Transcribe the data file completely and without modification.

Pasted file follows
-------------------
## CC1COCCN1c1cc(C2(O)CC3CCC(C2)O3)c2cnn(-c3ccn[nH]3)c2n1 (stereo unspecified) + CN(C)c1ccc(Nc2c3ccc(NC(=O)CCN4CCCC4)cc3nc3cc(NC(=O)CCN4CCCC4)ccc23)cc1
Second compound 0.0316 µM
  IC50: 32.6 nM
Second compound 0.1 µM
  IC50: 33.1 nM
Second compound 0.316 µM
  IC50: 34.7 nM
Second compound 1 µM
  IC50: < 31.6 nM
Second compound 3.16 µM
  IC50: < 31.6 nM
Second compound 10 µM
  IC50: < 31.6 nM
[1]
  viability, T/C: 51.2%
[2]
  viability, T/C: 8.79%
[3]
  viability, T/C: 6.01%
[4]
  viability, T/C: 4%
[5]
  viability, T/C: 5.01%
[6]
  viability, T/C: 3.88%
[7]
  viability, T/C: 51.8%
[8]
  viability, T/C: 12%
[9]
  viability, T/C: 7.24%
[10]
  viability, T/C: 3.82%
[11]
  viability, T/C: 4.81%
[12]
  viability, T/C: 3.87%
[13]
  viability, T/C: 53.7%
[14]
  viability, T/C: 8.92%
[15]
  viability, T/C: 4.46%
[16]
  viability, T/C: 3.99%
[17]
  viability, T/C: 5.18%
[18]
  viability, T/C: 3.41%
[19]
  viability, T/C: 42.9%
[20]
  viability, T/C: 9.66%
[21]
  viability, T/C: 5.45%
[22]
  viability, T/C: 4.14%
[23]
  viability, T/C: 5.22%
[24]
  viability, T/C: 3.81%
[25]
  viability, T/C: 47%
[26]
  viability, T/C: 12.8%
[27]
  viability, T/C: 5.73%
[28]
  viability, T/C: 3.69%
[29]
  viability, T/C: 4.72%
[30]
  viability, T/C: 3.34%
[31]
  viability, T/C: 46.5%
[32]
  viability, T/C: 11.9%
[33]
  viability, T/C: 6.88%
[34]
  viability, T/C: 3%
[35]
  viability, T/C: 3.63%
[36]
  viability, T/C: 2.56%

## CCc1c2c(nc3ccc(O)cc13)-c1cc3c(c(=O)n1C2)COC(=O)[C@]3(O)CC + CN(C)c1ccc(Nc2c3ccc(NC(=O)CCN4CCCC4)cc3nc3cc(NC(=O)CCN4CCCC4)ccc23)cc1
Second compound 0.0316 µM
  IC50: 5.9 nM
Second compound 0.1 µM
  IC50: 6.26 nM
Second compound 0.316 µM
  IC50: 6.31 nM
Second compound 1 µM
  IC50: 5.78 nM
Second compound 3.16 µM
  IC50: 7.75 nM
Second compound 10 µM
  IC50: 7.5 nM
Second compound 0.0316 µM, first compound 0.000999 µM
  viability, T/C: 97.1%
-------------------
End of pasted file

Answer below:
## CC1COCCN1c1cc(C2(O)CC3CCC(C2)O3)c2cnn(-c3ccn[nH]3)c2n1 (stereo unspecified) + CN(C)c1ccc(Nc2c3ccc(NC(=O)CCN4CCCC4)cc3nc3cc(NC(=O)CCN4CCCC4)ccc23)cc1
Second compound 0.0316 µM
  IC50: 32.6 nM
Second compound 0.1 µM
  IC50: 33.1 nM
Second compound 0.316 µM
  IC50: 34.7 nM
Second compound 1 µM
  IC50: < 31.6 nM
Second compound 3.16 µM
  IC50: < 31.6 nM
Second compound 10 µM
  IC50: < 31.6 nM
[1]
  viability, T/C: 51.2%
[2]
  viability, T/C: 8.79%
[3]
  viability, T/C: 6.01%
[4]
  viability, T/C: 4%
[5]
  viability, T/C: 5.01%
[6]
  viability, T/C: 3.88%
[7]
  viability, T/C: 51.8%
[8]
  viability, T/C: 12%
[9]
  viability, T/C: 7.24%
[10]
  viability, T/C: 3.82%
[11]
  viability, T/C: 4.81%
[12]
  viability, T/C: 3.87%
[13]
  viability, T/C: 53.7%
[14]
  viability, T/C: 8.92%
[15]
  viability, T/C: 4.46%
[16]
  viability, T/C: 3.99%
[17]
  viability, T/C: 5.18%
[18]
  viability, T/C: 3.41%
[19]
  viability, T/C: 42.9%
[20]
  viability, T/C: 9.66%
[21]
  viability, T/C: 5.45%
[22]
  viability, T/C: 4.14%
[23]
  viability, T/C: 5.22%
[24]
  viability, T/C: 3.81%
[25]
  viability, T/C: 47%
[26]
  viability, T/C: 12.8%
[27]
  viability, T/C: 5.73%
[28]
  viability, T/C: 3.69%
[29]
  viability, T/C: 4.72%
[30]
  viability, T/C: 3.34%
[31]
  viability, T/C: 46.5%
[32]
  viability, T/C: 11.9%
[33]
  viability, T/C: 6.88%
[34]
  viability, T/C: 3%
[35]
  viability, T/C: 3.63%
[36]
  viability, T/C: 2.56%

## CCc1c2c(nc3ccc(O)cc13)-c1cc3c(c(=O)n1C2)COC(=O)[C@]3(O)CC + CN(C)c1ccc(Nc2c3ccc(NC(=O)CCN4CCCC4)cc3nc3cc(NC(=O)CCN4CCCC4)ccc23)cc1
Second compound 0.0316 µM
  IC50: 5.9 nM
Second compound 0.1 µM
  IC50: 6.26 nM
Second compound 0.316 µM
  IC50: 6.31 nM
Second compound 1 µM
  IC50: 5.78 nM
Second compound 3.16 µM
  IC50: 7.75 nM
Second compound 10 µM
  IC50: 7.5 nM
Second compound 0.0316 µM, first compound 0.000999 µM
  viability, T/C: 97.1%